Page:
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'Like kicking a dog when it's down': DOJ investigates Phoenix homeless cleanups

Experts say the sweeps have resulted in many losing everything from blankets to social security cards. They say the sweeps also coincide with breakfast service.

PHOENIX — Homeless street cleanups near the largest shelter in the state are continuing after the Department of Justice announced it is investigating the practice among a laundry list of other things.

The cleanups happen every Monday, Wednesday and Friday mornings around 7 a.m. in the area of Madison Street and 12th Avenue where hundreds of people experiencing homelessness have tents set up.

The sweeps, which are announced by Phoenix police officers on loudspeakers starting around 6 a.m., are no surprise to those experiencing homelessness in the area but it means they must move all of their tents and belongings or they risk all of it getting trashed.

Experts said the sweeps have resulted in many losing everything from blankets to social security cards. They said the sweeps also coincide with breakfast service at St. Vincent de Paul, forcing some to choose between eating and protecting their possessions.

"They treat you like you’re the dregs of society"

According to the most recent Point in Time count, in January 2020 before the pandemic, there were 7,419 people in Maricopa County experiencing homelessness. Of that number, 3,767 were unsheltered.

CASS has 470 beds and the streets just outside are as close as many can get to a spot inside. That means everyone's belongings are on the streets, too.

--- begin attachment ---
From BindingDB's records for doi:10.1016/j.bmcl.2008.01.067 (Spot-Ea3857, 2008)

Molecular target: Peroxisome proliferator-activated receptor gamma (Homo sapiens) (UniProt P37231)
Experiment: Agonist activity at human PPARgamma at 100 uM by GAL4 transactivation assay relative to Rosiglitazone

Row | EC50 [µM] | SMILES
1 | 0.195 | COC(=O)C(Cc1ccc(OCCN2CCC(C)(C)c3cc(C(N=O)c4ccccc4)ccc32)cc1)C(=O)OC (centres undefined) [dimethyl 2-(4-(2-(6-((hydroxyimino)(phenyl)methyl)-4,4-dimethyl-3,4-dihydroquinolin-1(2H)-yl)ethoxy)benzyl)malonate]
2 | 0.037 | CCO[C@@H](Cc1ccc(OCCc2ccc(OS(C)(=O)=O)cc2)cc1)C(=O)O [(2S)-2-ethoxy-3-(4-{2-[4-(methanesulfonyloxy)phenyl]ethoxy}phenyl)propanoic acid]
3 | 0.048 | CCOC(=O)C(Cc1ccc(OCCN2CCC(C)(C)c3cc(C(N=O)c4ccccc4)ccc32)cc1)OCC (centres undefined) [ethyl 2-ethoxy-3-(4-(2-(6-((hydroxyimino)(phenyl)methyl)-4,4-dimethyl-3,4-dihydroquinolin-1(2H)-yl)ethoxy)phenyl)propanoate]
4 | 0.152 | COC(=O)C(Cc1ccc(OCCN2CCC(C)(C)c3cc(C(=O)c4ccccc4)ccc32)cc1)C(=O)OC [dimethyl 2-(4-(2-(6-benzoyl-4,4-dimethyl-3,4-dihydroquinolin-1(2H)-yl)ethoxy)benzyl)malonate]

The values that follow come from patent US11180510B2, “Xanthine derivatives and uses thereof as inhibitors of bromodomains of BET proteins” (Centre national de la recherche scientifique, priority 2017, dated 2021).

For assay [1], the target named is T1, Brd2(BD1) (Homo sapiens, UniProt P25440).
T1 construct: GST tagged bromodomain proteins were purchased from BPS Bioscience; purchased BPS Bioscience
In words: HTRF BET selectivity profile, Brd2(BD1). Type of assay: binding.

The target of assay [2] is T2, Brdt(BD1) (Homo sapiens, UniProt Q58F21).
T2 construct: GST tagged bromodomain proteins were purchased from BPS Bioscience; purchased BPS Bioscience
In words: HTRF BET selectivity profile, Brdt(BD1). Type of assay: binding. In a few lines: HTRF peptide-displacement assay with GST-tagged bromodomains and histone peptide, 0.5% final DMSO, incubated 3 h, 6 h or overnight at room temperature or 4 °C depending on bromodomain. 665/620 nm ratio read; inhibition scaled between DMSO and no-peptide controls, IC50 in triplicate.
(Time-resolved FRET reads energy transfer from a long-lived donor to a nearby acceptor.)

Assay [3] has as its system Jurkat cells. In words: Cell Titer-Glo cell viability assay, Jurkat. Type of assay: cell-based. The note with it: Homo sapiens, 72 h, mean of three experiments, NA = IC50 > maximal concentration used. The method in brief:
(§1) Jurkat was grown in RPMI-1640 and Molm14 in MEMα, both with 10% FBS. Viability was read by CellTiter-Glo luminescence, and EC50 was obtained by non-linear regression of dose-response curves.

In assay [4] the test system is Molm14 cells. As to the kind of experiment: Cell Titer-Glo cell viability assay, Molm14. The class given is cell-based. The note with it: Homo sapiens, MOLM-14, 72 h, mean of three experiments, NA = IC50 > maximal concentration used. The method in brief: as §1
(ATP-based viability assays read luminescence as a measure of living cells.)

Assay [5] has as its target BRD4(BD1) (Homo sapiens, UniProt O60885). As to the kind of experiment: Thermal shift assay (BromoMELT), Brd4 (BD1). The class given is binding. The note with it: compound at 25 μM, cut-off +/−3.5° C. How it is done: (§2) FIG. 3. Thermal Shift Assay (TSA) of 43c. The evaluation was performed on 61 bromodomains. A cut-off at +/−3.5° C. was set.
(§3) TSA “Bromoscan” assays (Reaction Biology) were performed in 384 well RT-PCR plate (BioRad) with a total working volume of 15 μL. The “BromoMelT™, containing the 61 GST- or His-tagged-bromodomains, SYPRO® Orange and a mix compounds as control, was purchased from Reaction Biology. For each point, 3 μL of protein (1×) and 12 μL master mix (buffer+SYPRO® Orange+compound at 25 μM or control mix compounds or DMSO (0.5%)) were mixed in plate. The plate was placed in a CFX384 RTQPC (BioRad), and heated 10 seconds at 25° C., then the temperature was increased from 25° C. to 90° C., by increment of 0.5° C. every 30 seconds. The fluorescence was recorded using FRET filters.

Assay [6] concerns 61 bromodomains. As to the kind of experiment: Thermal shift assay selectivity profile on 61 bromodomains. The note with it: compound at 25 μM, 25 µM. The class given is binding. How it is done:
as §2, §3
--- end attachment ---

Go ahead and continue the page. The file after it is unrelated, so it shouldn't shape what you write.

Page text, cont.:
“It’s taking advantage of people when they’re down and out. It’s like kicking a dog when it’s down," said Gina Deann Morgan.

Morgan said she has experienced homelessness off and on for more than twenty years. 

“You don’t get much respect. They treat you like you’re the dregs of society. Like you’re all drug addicts and you’re all thieves," said Morgan.

DOJ investigates treatment of people experiencing homelessness in Phoenix

In early August, Attorney General Merrick Garland announced that the Justice Department opened a pattern or practice investigation into the City of Phoenix and the Phoenix Police Department. 

RELATED: Phoenix Police Department under investigation by US Department of Justice for use of force, other practices

Investigators will look at a wide array of issues from excessive force by police to the treatment of Phoenix's unsheltered community. That includes frequent street cleanups.

According to a City of Phoenix spokesperson, in April of last year, Phoenix's Street Transportation Department began cleaning three times a week except for holidays.

The spokesperson said the purpose of the cleanups is to "protect the health and safety of people living in and around the encampment."

But it's drawn the attention of the Justice Department because some have lost everything they own.

“Someone recognizes that there are issues with how people experience homelessness are treated," said Amy Schwabenlender, the executive director of the Human Services Campus.

The Human Services Campus is a 13-acre property that serves 800 people per day on Madison Avenue. It features nearly everything a person experiencing homelessness would need from a post office to a state-of-the-art dental office.

Schwabenlender has a front-row seat to the issues Phoenix has when it comes to helping this growing population, including the cleanups.

“That can be really detrimental and devastating because there are people’s items like their ID or a copy of a paystub and you can’t get a lot of cash assistance without proof of income," Schwabenlender said.

So how much do the cleanups cost?

The sweeps don't come cheap.

A Phoenix spokesperson said it costs about $500,000 per year. Schwabenlender believes that money could be better spent elsewhere.

“If we had used that money to create more temporary shelter or bridge housing options, I think we could have brought a lot more people inside and the sidewalks wouldn’t have been dirty," Schwabenlender said. 

For now, the sweeps continue. 

Morgan said she hopes the federal investigation will help tackle what she believes is the root of Phoenix's problem - adding affordable housing and preventing folks from losing their homes to begin with.

“The programs need to be more as far as housing goes. Something’s got to be done about the rate that they charge for housing nowadays," Morgan said.

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